Voter Suppression: GOP Backlash or Ace-in-the-Hole

In May 2011, a poll showed that 80 percent of Minnesotians supported a photo ID law; however, largely due to the efforts of Take Action Minnesota, in the November 6, 2012 election, 52 percent of Minnesotians voted against requiring a photo ID to be able to vote. (1) The fact that photo ID lost so narrowly in what is generally considered to be a blue state, sends a disturbing message about how Democrats are willing to endanger their chances of victory at the polls.

After the 2010 elections, in more than a dozen states, Republicans (primarily) passed voting restrictions, targeted especially at reducing the vote among young voters, African-Americans and Hispanics. The GOP strategy failed in several respects, as black and Latino voters increased their share of the electorate in 2012 compared to 2008. The youth vote rose from 18 to 19 percent and the minority vote, overall, increased from 26 to 28 percent. The black vote rose in Florida, North Carolina, Ohio and Virginia, while the Latino vote grew in Florida, Colorado and Nevada. (2)

One reason that voter suppression may have failed in states with heavy minority populations is that voters were very angry at efforts to deny them the opportunity to vote. Rev. Jesse Jackson expressed it as “If they try to deny 3,000,000 of us the vote, we’ll send 5,000,000 to the polls.” Nonetheless, unequal treatment at polling places may have discourged untold numbers of people from voting: in Arizona, a day after the election, 600,000 early votes and provisional ballots remained among the uncounted, most of them in heavily Latino Maricopa County; twice as many voters had to cast provisional ballots in Philadelphia as in 2008, because their names were missing from voter rolls: (3) and many Ohio early voters in heavily black areas were handed absentee applications while standing in a line to vote. Late counting of provisional ballots is likely the major reason that Barack Obama’s msrgin over Mitt Romney has continued to grow well after the election itself.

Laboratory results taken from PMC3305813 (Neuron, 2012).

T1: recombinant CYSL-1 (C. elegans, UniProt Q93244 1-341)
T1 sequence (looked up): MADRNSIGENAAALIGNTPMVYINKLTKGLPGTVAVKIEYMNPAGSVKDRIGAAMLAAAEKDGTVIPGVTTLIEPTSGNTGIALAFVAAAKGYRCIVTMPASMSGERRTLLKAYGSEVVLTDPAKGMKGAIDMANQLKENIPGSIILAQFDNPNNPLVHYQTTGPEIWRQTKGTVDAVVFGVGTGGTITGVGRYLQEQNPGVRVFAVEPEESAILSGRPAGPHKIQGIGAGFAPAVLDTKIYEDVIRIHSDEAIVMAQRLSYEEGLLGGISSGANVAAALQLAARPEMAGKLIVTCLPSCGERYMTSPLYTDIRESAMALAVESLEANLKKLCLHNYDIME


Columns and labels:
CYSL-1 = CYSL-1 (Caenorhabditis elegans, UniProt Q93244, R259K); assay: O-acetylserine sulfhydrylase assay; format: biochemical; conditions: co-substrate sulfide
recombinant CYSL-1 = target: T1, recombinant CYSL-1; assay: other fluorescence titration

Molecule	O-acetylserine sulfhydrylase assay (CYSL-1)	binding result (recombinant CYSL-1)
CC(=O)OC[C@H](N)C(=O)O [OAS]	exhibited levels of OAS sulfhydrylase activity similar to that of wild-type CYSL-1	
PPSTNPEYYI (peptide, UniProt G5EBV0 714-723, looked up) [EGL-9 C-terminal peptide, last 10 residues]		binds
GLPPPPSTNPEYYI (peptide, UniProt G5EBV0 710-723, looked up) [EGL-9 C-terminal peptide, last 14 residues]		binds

Long waits in line were a common occurence: up to five hours in Maryland, seven hours in Florida and similar waits in Ohio. Hart Research Associates found that black and Latino voters were two to three times more likely to stand in line more than 30 minutes than were white voters.

Pennsylvania had the sharpest drop in voter turnout among the swing states, likely mostly due to confusion over the suspended photo ID law. Since the judge who suspended the law said a photo ID was not necessary in order to vote but poll workers could ask for one, state and county officials could and should have informed the public and poll workers that a photo ID was not necessary to vote and would not be requested at a polling place. Even asking for a photo ID aided the vote suppressors.

Despite the anguish, confusion and theft of voters’ time, voter suppression will likely continue, witnessed by Florida Governor Rick Scott appointing the Secretary of State in charge of determining what went wrong in the November election. The current secretary and secretaries of state going back to at least the year 2000 have been notorious for supporting voter suppression. Governor Scott has earned a special place in the gallery of infamous voter suppressors, signified by angry Florida callers to talk show programs, because Scott, a key figure in a billion dollar or more scam of Medicare, has been instrumental in denying their right to vote. Scott was the CEO of the scamming company and took the Fifth Amendment 78 times while testifying under oath.

Footnotes

(1) Ari Berman, “The Voting Rights Fight, The Nation, December 10, 2012.

(2) Ibid.

(3) Ibid.

(4) Ibid.

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